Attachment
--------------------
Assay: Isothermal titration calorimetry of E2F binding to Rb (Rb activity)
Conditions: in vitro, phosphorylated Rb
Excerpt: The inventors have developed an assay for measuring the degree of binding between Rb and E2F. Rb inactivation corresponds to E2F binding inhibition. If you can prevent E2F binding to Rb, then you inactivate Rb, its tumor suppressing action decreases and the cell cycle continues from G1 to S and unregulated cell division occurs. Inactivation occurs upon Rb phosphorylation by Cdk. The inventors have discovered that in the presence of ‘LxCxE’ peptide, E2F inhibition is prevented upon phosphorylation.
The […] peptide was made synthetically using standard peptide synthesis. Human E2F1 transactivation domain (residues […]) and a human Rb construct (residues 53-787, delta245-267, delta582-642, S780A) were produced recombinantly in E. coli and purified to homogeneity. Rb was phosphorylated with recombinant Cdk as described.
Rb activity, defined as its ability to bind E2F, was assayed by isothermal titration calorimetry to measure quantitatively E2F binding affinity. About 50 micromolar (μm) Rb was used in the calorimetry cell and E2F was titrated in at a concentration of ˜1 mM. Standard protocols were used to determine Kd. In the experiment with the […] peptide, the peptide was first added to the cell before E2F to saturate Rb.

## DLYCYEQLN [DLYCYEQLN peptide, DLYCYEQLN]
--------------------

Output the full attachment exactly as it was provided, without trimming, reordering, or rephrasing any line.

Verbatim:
Assay: Isothermal titration calorimetry of E2F binding to Rb (Rb activity)
Conditions: in vitro, phosphorylated Rb
Excerpt: The inventors have developed an assay for measuring the degree of binding between Rb and E2F. Rb inactivation corresponds to E2F binding inhibition. If you can prevent E2F binding to Rb, then you inactivate Rb, its tumor suppressing action decreases and the cell cycle continues from G1 to S and unregulated cell division occurs. Inactivation occurs upon Rb phosphorylation by Cdk. The inventors have discovered that in the presence of ‘LxCxE’ peptide, E2F inhibition is prevented upon phosphorylation.
The […] peptide was made synthetically using standard peptide synthesis. Human E2F1 transactivation domain (residues […]) and a human Rb construct (residues 53-787, delta245-267, delta582-642, S780A) were produced recombinantly in E. coli and purified to homogeneity. Rb was phosphorylated with recombinant Cdk as described.
Rb activity, defined as its ability to bind E2F, was assayed by isothermal titration calorimetry to measure quantitatively E2F binding affinity. About 50 micromolar (μm) Rb was used in the calorimetry cell and E2F was titrated in at a concentration of ˜1 mM. Standard protocols were used to determine Kd. In the experiment with the […] peptide, the peptide was first added to the cell before E2F to saturate Rb.

## DLYCYEQLN [DLYCYEQLN peptide, DLYCYEQLN]